1 December 1989 Multi-Spectral Microspectroscopy - Goals and Progress
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Proceedings Volume 1145, 7th Intl Conf on Fourier Transform Spectroscopy; (1989) https://doi.org/10.1117/12.969428
Event: Seventh International Conference on Fourier and Computerized Infrared Spectroscopy, 1989, Fairfax, VA, United States
The practice of microspectroscopic analysis now spans the complete optical spectrum. The most recently popular of these measurements is the mid-infrared region where transmission, specular reflection and diffuse reflection measurements are performed with a microscope apparatus. Also, renewed and widened interest in micro-Raman spectroscopy has been brought about by the recent FT-Raman work, whose key benefit is the fact that the measurement is performed in the near-infrared region. Here, fluorescent interference is minimized. In the ultraviolet and visible regions of the spectrum, absorption and fluorescence measurements with microscopic apparatus are well developed. Currently, if one wishes to make use of all of these optical microspectroscopies, he must buy several different microscope/spectrometers, optimized for the particular measurement and type of specimen. Interestingly, there need be little difference in the microscope portion of these aparrati for the different measurements. This paper will discuss the evolutionary steps necessary to design a combined multi-spectral microspectrometer. What is to be gained is not only a cost savings, but also the ability to use the pieces of data collectively, improving the robustness of both quantitative and qualitative types of measurements.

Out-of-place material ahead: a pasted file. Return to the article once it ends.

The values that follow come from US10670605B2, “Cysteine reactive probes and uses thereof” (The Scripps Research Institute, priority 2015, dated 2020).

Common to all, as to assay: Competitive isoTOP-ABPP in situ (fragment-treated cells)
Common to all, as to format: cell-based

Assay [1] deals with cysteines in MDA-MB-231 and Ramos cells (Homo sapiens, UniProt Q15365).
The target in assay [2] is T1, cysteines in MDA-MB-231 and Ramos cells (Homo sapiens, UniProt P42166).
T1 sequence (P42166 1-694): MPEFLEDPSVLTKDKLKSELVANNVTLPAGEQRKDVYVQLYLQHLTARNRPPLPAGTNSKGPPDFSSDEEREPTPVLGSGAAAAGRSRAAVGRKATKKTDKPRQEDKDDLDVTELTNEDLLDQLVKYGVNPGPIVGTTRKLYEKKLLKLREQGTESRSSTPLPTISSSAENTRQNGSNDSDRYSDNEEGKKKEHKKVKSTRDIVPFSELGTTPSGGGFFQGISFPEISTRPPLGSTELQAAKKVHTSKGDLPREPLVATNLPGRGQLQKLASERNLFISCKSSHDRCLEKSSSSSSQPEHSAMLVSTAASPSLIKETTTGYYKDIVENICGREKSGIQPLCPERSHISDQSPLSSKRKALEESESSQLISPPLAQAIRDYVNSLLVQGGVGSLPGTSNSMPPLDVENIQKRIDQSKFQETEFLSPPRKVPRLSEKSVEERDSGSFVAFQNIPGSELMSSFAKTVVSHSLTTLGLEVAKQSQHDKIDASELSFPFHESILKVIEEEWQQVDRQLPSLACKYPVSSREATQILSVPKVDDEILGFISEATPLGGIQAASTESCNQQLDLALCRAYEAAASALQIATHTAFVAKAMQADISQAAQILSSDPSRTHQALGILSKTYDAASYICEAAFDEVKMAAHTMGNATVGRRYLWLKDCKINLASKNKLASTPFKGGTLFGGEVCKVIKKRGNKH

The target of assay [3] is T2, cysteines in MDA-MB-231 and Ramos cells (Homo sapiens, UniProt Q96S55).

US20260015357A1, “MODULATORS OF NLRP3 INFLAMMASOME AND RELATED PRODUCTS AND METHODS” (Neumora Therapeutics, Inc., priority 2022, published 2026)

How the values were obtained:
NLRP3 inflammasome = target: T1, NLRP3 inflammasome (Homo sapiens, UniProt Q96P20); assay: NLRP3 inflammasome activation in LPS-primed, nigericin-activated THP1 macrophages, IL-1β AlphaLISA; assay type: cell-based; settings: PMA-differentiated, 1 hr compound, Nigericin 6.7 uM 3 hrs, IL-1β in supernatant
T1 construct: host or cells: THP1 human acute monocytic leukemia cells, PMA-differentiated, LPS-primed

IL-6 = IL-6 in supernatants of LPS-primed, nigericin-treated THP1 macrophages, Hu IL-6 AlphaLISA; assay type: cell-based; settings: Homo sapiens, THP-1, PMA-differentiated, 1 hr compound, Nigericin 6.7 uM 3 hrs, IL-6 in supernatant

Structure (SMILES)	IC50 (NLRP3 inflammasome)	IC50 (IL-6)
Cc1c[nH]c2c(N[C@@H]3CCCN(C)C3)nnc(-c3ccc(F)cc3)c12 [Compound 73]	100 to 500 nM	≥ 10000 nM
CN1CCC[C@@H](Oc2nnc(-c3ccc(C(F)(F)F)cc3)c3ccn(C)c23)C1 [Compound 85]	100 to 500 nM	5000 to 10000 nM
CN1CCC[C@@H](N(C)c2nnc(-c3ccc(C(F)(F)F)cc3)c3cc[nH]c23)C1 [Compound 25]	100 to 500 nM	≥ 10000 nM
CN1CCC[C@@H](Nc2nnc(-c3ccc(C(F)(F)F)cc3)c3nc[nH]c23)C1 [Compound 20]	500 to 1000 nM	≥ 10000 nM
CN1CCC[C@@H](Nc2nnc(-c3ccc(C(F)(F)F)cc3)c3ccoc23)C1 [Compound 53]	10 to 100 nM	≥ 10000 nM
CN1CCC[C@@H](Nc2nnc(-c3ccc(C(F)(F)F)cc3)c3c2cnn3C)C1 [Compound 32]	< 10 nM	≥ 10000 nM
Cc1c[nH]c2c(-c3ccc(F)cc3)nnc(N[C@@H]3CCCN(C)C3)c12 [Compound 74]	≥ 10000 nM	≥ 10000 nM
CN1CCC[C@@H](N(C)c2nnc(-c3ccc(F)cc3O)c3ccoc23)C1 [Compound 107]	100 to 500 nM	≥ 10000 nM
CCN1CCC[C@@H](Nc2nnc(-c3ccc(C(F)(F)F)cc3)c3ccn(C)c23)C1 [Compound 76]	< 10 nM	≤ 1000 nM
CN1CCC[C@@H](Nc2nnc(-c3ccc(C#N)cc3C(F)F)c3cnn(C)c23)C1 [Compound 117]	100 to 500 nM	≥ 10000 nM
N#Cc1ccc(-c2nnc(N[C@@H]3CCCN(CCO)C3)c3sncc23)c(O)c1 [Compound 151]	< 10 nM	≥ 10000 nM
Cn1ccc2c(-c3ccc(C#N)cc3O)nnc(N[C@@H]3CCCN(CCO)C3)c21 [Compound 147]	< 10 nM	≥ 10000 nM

© (1989) COPYRIGHT Society of Photo-Optical Instrumentation Engineers (SPIE). Downloading of the abstract is permitted for personal use only.
Robert G Messerschmidt, "Multi-Spectral Microspectroscopy - Goals and Progress", Proc. SPIE 1145, 7th Intl Conf on Fourier Transform Spectroscopy, (1 December 1989); doi: 10.1117/12.969428; https://doi.org/10.1117/12.969428

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